Ashwin Sanghi’s “The Krishna Key” is about an ancient secret related to the Hindu god Krishna. The existence of the secret and its revelation become possible when Anil Varshney discovers 4 almost identical seals during excavations of the Indus Valley Civilization sites. Varshney though is murdered by an unknown assailant in a peculiar manner. But prior to his death, Anil has sent these seals to his closest friends, one of which is historian Ravi Mohan Saini. Ravi ends up being suspected of Varshney’s murder and thus begins a chase across India in a bid to protect the remaining seals, Varshney’s friends, discovering the ancient secret & Varshney’s murderer.
The book is well researched and contains a truck load of information, both mythological and historical. It encompasses various topics, from the Mahabharata epic to Krishna and the Vedas to the Indus Valley Civilization and the mystical submerged city of Dwarka. Since my knowledge on these topics ranges from very basic to almost non-existent, I found this book very educative. Sanghi’s various interpretations are inventive and sensible. In other words, the book makes interesting the subjects which otherwise would have been tedious to read about.
Despite being full of interesting facts and arousing my curiosity, there were many aspects of this book which did not work for me. The main problem I had, was with the characterization of the protagonist Professor Saini. I was completely indifferent to this character. He does not evoke any emotions at all. Another character in a historical thriller comes to mind; Dr. Robert Langdon and I couldn’t help but compare the two. Both of them are experts in their fields and extremely knowledgeable, constantly spewing arcane facts, but while Langdon comes across as warm & charming, and reminds you of that one favorite teacher you had who “gets it”; Saini is like a robot who joins the ranks of those teachers that march past your life and give you all the pertinent information without making the slightest impression.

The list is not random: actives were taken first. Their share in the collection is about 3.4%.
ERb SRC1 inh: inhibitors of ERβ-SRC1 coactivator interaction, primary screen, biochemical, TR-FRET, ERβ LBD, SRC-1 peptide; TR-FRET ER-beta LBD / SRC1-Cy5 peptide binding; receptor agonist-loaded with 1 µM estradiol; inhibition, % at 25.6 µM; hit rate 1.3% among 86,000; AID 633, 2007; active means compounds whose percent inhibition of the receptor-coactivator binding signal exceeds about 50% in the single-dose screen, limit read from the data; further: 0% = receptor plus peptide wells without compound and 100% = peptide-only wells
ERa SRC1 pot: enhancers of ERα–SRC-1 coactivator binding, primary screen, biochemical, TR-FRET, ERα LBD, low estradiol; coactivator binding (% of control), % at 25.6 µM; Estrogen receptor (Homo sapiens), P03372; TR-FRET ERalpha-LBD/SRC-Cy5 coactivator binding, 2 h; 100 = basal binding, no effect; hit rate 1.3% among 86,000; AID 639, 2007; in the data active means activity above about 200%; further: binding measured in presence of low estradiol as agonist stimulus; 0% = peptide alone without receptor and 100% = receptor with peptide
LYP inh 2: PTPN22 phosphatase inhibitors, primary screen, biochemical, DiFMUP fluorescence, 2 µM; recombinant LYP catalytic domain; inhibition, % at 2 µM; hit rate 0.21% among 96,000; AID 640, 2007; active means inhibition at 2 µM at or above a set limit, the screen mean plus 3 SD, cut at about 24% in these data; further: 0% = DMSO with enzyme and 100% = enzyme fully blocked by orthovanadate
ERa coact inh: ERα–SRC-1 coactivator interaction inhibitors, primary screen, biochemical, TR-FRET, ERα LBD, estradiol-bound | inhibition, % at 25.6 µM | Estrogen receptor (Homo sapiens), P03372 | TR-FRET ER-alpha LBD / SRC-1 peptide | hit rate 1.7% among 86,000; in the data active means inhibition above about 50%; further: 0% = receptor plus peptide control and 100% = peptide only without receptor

The unnecessarily convoluted plot does not help improve the story. After a point it began to read like a Bollywood masala film; what with all the murders, which for me are never satisfactorily justified; two escapes from custody by Professor Saini, one of which is achieved; in true filmi style; by toppling a police jeep on the way to prison; and an underworld don featured towards the end. I could feel the story being stretched to the breaking point but the author kept puffing more n more air into the balloon. The result is a brilliant historical, mythological backdrop with a nondescript protagonist and a plot which is all over the place.
In addition to the characterization and plot, there is one other albeit minor element but it irked so much that I feel I need to mention it. You know when you watch a film, it flashbacks to scenes already shown just to remind the viewer of a certain incident or dialogue, usually used in mysteries and thrillers during the big revelation at the end to explain the chain of events & also refresh the viewer’s memory. Sanghi uses this device in this book by reproducing segments of entire dialogues and scenes from earleir chapters, in Italics. He does it so often that it breaks the flow of his narrative and at the worse possible times. Personally, a simple allusion to the said incident or dialogue would have been enough to jog my memory. After a point it just became insulting because it showed that the author lacked confidence in his readers to figure it out.
In conclusion, I would say I am not unhappy that I took the time to read this book because it introduced me to many historical, mythological theories which I would have never read on their own. But a tight plot or a strong memorable protagonist would have immensely increased the enjoyment I gleaned from this book.
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